The foregoing summary, as well as the following detailed description of preferred embodiments of the invention, will be better understood when read in conjunction with the appended drawings. For the purpose of illustrating the invention, there are shown in the drawings embodiments that are presently preferred. It should be understood, however, that the invention is not limited to the precise arrangements and instrumentalities shown. In the drawings:

FIG. 1 is a perspective view of a cover in accordance with one embodiment of the present invention;

FIG. 2 is a cross-sectional view of the cover of FIG. 1 taken along lines 2-2 of FIG. 1 illustrating the folded configuration of the cover;

FIG. 3A is a top plan view depicting the first step of insertion of a personal electronic device into the cover depicted in FIG. 1;

FIG. 3B is a top plan view depicting the second step of insertion of a personal electronic device into the cover depicted in FIG. 1;

FIG. 3C is a top plan view depicting the third step of insertion of a personal electronic device into the cover depicted in FIG. 1;

FIG. 4A is a perspective view of a roll of material used to manufacture covers such as the covers depicted in FIG. 1 in accordance with one embodiment of the present invention;

FIG. 4B is a cross-sectional view of an unrolled portion of the material of FIG. 4A taken along lines 4B-4B of FIG. 4A;

FIG. 4C is a top plan view of the roll of material of FIG. 4A with a portion of material unrolled and folded in accordance with one step of a process for manufacturing covers in accordance with one embodiment of the present invention;

FIG. 4D is a cross-sectional view of the folded unrolled portion of material of FIG. 4C taken along lines 4D-4D of FIG. 4C;

FIG. 4E is a top plan view of the roll of material of FIG. 4C with a second portion of the unrolled material folded in accordance with one step of a process for manufacturing covers in accordance with one embodiment of the present invention;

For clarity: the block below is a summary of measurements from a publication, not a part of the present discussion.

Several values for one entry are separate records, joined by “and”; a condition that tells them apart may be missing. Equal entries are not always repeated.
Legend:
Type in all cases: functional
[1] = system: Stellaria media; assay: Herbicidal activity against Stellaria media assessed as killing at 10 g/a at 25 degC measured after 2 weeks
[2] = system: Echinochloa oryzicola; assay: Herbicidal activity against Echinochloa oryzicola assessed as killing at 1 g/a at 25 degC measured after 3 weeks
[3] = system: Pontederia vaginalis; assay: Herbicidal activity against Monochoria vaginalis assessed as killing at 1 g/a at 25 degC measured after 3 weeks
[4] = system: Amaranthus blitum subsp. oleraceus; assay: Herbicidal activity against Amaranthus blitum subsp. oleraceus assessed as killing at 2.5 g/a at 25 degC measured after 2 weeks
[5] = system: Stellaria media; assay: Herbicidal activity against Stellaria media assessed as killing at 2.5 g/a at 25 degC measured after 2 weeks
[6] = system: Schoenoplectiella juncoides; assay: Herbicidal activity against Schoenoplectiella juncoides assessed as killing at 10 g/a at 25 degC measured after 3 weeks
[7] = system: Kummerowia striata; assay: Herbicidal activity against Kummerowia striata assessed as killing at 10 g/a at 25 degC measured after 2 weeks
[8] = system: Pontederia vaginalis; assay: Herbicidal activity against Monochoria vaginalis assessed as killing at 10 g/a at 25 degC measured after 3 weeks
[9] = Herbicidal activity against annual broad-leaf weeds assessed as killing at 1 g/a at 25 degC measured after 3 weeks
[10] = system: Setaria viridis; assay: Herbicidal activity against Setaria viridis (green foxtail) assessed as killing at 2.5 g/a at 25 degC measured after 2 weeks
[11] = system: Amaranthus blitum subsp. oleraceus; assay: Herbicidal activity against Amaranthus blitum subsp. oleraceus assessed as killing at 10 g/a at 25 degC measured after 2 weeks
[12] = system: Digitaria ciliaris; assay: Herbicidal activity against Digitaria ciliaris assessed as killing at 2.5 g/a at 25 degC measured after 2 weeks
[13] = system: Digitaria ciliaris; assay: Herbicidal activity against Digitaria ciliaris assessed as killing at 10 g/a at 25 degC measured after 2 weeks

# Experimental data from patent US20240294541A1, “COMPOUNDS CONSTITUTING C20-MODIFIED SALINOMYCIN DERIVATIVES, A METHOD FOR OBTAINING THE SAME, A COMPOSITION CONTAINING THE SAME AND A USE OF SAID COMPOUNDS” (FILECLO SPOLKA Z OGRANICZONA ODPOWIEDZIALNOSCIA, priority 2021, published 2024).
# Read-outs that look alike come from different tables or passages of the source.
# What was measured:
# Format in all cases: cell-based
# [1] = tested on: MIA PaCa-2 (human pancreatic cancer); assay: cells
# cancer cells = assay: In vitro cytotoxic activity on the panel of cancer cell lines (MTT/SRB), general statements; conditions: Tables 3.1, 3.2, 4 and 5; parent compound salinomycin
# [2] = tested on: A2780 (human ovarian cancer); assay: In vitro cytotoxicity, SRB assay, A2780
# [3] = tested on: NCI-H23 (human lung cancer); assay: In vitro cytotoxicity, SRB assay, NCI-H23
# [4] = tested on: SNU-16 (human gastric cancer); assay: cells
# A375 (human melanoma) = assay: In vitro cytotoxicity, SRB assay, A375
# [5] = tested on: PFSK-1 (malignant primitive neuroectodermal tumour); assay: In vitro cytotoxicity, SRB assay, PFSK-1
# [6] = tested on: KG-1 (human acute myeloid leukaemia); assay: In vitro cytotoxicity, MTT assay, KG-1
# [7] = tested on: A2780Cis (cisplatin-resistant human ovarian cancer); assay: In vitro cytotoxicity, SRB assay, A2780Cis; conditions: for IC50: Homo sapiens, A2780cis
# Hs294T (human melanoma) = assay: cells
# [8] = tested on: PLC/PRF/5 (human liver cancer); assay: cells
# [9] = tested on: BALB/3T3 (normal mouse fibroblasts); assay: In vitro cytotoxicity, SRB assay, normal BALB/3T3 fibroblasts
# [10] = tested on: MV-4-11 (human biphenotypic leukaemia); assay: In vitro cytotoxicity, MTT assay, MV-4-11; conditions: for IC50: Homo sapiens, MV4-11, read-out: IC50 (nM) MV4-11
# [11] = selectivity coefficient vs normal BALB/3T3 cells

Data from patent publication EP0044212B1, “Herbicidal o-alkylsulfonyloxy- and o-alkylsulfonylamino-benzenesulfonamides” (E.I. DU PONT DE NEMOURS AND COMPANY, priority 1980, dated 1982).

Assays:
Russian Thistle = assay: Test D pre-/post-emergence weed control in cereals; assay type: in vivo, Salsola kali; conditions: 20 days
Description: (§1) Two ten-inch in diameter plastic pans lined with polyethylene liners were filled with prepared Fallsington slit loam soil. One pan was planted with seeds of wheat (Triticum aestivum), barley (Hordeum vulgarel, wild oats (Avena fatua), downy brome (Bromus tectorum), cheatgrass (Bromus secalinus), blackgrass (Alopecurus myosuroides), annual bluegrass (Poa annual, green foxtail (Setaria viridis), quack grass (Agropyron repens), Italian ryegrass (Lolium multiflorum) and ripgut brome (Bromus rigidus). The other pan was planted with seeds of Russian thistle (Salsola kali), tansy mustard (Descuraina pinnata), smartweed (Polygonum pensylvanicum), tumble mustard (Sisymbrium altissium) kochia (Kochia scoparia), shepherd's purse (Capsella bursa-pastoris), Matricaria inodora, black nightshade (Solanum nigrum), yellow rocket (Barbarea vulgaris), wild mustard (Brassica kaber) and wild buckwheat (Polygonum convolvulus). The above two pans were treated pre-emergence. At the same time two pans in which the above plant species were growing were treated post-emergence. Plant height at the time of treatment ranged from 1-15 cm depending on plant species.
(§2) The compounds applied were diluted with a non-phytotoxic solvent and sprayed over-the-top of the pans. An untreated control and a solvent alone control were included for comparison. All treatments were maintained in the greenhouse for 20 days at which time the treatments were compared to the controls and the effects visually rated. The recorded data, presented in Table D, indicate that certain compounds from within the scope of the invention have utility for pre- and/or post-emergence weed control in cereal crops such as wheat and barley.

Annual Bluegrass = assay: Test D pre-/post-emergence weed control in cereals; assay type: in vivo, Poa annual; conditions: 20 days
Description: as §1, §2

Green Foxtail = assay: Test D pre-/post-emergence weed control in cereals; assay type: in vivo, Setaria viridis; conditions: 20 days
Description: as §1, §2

FIG. 4F is a cross-sectional view of the twice folded unrolled portion of material of FIG. 4E taken along lines 4F-4F of FIG. 4E;

FIG. 4G is a top plan view of the twice folded unrolled portion of material of FIG. 4E after application of latitudinal seals and cuts; and

FIG. 4H is a top plan view of an individual cover created after application of the latitudinal seals and cuts as depicted in FIG. 4G.

DETAILED DESCRIPTION OF THE INVENTION

Certain terminology is used in the following description for convenience only and is not limiting. The words “lower” and “upper” and “top” and “bottom” designate directions in the drawings to which reference is made. The terminology includes the words above specifically mentioned, derivatives thereof and words of similar import.

Where a term is provided in the singular, the inventors also contemplate aspects of the invention described by the plural of that term. As used in this specification and in the appended claims, the singular forms “a”, “an” and “the” include plural references unless the context clearly dictates otherwise, e.g., “a cover” includes a plurality of covers. Thus, for example, a reference to “a method” includes one or more methods, and/or steps of the type described herein and/or which will become apparent to those persons skilled in the art upon reading this disclosure.

Unless defined otherwise, all technical and scientific terms used herein have the same meaning as commonly understood by one of ordinary skill in the art to which this invention belongs. Although any methods and materials similar or equivalent to those described herein can be used in the practice or testing of the present invention, the preferred methods, constructs and materials are now described. All publications mentioned herein are incorporated herein by reference in their entirety. Where there are discrepancies in terms and definitions used in references that are incorporated by reference, the terms used in this application shall have the definitions given herein.

Referring first to FIG. 1, depicted is a perspective view of one embodiment of cover 100 in accordance with one embodiment of the present invention. In one aspect of the present invention, cover 100 includes outer flap 102, inner flap 104, ends 106, outer flap longitudinal edge 108, and inner flap longitudinal edge 110.